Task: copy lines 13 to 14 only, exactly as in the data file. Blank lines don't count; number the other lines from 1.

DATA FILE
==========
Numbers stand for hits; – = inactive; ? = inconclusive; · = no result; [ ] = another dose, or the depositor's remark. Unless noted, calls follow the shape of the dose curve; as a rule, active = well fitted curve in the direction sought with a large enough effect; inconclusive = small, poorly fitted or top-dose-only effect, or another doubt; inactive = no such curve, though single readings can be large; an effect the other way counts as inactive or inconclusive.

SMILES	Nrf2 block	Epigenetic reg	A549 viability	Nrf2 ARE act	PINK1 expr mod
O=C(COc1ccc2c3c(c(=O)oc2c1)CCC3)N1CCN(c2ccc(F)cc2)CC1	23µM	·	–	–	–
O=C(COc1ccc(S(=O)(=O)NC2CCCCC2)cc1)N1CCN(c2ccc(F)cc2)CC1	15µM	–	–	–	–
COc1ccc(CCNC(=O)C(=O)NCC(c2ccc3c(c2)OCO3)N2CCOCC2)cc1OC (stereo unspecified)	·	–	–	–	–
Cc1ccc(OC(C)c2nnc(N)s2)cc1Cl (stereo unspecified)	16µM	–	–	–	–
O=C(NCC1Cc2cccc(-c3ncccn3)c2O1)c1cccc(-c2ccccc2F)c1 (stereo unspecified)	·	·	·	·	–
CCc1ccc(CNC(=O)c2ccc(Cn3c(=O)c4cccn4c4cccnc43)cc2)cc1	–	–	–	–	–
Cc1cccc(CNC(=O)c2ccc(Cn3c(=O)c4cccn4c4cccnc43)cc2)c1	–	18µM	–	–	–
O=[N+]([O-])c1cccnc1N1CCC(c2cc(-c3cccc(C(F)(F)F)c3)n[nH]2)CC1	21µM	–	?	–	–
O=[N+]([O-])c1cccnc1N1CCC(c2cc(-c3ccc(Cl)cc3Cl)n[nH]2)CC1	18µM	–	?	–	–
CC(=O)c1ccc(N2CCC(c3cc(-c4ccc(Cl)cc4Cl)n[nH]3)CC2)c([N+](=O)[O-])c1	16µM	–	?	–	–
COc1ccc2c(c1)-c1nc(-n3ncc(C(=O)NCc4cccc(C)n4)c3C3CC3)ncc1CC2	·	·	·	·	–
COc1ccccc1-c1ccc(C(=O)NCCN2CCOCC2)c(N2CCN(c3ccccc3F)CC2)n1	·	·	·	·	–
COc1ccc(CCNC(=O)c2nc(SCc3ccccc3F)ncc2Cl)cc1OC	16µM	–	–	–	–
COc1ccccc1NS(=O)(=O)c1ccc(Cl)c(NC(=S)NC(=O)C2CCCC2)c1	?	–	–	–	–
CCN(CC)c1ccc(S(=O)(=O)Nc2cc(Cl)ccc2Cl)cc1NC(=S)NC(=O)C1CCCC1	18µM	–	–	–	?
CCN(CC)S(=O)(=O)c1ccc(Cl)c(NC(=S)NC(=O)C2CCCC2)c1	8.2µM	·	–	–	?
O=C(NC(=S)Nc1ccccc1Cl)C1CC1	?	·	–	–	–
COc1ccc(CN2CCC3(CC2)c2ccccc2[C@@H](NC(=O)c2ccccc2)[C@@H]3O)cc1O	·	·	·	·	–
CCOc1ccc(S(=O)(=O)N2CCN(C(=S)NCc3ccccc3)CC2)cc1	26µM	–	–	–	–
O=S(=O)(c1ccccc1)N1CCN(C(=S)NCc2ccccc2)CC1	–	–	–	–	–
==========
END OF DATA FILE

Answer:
COc1ccc2c(c1)-c1nc(-n3ncc(C(=O)NCc4cccc(C)n4)c3C3CC3)ncc1CC2	·	·	·	·	–
COc1ccccc1-c1ccc(C(=O)NCCN2CCOCC2)c(N2CCN(c3ccccc3F)CC2)n1	·	·	·	·	–